7. Aloe Vera Oil & Gel (Stimulates Hair Growth)

The oil produced by the aloe vera desert plant is one of the most precious substances for human scalps, hair and skin. This odorless oil, which is different from aloe vera gel, is rich in enzymes, vitamins, proteins and minerals that support health. Not only does aloe vera oil help maintain proper moisture balances, it stimulates circulation which is helpful for hair growth. Excellent for  dandruff, this oil will also soothe psoriasis and eczema of the scalp.

8. Avocado Oil

This clear oil is made from the fleshy  fruit of the avocado. Touted as a hair growth  stimulant, this oil nourishes and restores softness to dry, dehydrated and mature hair  and skin. Problems, especially  psoriasis of the scalp, respond to its high content of vitamins A, B and E  along with lecithin, proteins and fatty acids. Avocado oil has its own distinct aroma and goes rancid quickly. Buy in small amounts and refrigerate.

9. Sesame Oil

This clear light oil is made from uncooked seeds and is used in many sun care preparations for the hair and body to protect the hair from harsh temperatures.   It can be added to other oils to enrich them. Note, sesame becomes rancid quickly and must be stored in a cool dry place.

10. Safflower Oil

This light oil is made from the seeds and penetrates the hair well. It is cheap and readily available in an unrefined state, making it a  useful oil base for a blend.

If your hair is craving a little attention, try treating your tresses to a hot oil treatment. For a great recipe, click here and feel free to substitute the olive oil for any of the oils listed above.

Shopping for Oils

When shopping for hair oils, be sure to look for oils that are 100% pure extract and not chemical reproductions. Pure oils are known to be the most effective conditioners for the hair and can be found in health food stores, online and in stores that sell organic products. When shopping locally, be on the look out for dust on the bottles, which can indicate that the oil has been sitting around for awhile. Also steer clear of  oils that are not blends of two or more oils and that have no additives.

  • Processing Method: Shop for carrier oils that have been cold pressed or cold expeller pressed. This indicates that the oil has been pressed from the fatty portions of the botanical without the use of added heat (or minimal heat). Oils that simply say expeller pressed have not been processed to maintain low heat levels. When oils are processed without cool conditions, the high temperature of the processing method can be harmful to the natural properties of the oil.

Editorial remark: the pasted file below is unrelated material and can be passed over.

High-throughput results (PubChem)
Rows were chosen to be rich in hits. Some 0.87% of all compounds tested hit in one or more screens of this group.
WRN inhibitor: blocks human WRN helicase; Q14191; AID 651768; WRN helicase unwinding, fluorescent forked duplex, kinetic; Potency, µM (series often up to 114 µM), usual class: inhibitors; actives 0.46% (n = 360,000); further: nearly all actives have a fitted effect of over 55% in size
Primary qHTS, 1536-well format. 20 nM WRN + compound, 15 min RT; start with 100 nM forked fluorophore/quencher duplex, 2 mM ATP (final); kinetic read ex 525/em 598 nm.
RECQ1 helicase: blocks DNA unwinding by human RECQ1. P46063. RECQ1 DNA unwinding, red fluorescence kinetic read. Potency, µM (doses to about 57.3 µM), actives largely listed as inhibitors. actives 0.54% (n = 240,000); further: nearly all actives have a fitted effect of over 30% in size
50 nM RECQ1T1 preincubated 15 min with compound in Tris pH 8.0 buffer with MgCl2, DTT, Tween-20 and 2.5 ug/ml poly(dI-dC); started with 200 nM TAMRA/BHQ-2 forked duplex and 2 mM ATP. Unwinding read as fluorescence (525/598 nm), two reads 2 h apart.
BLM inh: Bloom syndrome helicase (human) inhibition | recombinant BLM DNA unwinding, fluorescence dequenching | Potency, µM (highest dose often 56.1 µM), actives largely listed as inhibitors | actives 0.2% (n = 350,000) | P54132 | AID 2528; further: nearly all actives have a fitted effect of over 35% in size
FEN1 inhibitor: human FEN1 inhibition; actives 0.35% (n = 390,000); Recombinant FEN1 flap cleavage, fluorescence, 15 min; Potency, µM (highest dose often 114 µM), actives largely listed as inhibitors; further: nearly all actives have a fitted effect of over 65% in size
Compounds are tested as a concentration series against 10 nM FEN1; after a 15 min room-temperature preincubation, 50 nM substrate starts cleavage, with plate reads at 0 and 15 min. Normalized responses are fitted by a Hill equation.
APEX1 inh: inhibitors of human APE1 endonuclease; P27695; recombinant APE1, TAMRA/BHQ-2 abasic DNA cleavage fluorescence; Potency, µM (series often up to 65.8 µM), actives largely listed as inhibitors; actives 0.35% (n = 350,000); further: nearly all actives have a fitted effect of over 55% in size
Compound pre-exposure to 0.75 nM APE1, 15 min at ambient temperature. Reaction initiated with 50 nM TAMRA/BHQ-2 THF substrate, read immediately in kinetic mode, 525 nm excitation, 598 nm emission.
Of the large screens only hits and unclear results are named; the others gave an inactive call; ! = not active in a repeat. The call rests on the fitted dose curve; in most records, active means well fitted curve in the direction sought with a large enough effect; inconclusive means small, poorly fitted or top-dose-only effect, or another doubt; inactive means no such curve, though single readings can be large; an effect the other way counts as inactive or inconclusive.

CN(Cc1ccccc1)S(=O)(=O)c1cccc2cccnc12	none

• Price: Carrier oils can vary greatly in price based on several factors: the botanical it is made from, how it was processed, if it is organic, the quantity that you are purchasing, and the source that you’re purchasing it from.
  • Organic: Organic carrier oils generally cost more than conventional oils. When purchasing organic carrier oils, verify if the oil is certified.
  • Color: Color doesn’t always matter when selecting a carrier oil for simple blends, but it can matter if you are making more elaborate recipes where the color of your final product is important to you.
  • Aroma: The aroma of some carrier oils can compete or conflict with the aroma of the essential oils in your desired blend.
  • Absorption/Feel: This is a rather subjective evaluation of how thoroughly and quickly an oil penetrates the skin, and if it makes the skin feel oily after application.

Carrier oils vary in how long they last before oxidizing and becoming rancid. When purchasing carrier oils, estimate the quantity of oil that you think you’ll use within the lifetime of the oil. For fragile carrier oils or for those that you will be keeping for a long duration, store them in dark glass bottles with tight fitting tops, in a cool, dark place. Amber or cobalt Boston round bottles are ideal.  If you will be using up an oil well before its lifespan, it really doesn’t need to be transferred to dark glass. Unlike with essential oils which should always be stored in glass (essential oils can dissolve the plastic), carrier oils can be stored in plastic.  Most carrier oils can be stored in the refrigerator, and this can help prolong the lifespan.  Note, oils stored in the refrigerator may solidify or turn cloudy and will need time to return to room temperature prior to use.

For more on caring and maintaining your natural hair, pick up a copy of my book, which Essence declared the “Natural Hair Bible”.   Thank God I’m Natural: The Ultimate Guide to Caring for and Maintaining Natural Hair is now available at, Barnes & Noble, and